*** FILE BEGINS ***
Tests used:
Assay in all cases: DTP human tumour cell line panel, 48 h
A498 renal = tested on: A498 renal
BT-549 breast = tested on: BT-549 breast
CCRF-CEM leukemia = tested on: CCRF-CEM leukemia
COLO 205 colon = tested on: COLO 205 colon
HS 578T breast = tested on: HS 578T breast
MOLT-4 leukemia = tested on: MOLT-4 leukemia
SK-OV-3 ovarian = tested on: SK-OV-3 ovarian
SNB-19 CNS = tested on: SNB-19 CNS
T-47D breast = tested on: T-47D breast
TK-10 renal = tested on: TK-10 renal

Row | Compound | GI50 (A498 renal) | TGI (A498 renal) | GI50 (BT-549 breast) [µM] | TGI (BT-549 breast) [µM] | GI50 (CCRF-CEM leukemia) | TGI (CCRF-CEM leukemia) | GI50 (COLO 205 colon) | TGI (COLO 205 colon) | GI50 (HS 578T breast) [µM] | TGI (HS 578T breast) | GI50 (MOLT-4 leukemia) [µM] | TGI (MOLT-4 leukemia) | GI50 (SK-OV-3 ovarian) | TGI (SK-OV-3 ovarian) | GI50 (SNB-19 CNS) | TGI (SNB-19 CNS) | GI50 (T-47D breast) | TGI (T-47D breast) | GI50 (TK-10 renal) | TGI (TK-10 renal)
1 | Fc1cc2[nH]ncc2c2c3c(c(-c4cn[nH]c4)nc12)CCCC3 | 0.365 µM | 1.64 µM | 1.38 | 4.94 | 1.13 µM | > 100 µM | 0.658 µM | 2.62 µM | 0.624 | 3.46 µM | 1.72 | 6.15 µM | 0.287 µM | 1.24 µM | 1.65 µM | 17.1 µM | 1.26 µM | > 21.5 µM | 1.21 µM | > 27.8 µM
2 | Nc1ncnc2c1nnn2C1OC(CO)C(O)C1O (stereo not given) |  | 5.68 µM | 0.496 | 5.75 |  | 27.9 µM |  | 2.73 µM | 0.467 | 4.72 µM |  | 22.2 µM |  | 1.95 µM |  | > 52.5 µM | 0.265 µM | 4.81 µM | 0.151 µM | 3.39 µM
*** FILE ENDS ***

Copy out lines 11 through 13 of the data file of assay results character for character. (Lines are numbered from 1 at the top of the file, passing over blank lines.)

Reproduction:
T-47D breast = tested on: T-47D breast
TK-10 renal = tested on: TK-10 renal

Row | Compound | GI50 (A498 renal) | TGI (A498 renal) | GI50 (BT-549 breast) [µM] | TGI (BT-549 breast) [µM] | GI50 (CCRF-CEM leukemia) | TGI (CCRF-CEM leukemia) | GI50 (COLO 205 colon) | TGI (COLO 205 colon) | GI50 (HS 578T breast) [µM] | TGI (HS 578T breast) | GI50 (MOLT-4 leukemia) [µM] | TGI (MOLT-4 leukemia) | GI50 (SK-OV-3 ovarian) | TGI (SK-OV-3 ovarian) | GI50 (SNB-19 CNS) | TGI (SNB-19 CNS) | GI50 (T-47D breast) | TGI (T-47D breast) | GI50 (TK-10 renal) | TGI (TK-10 renal)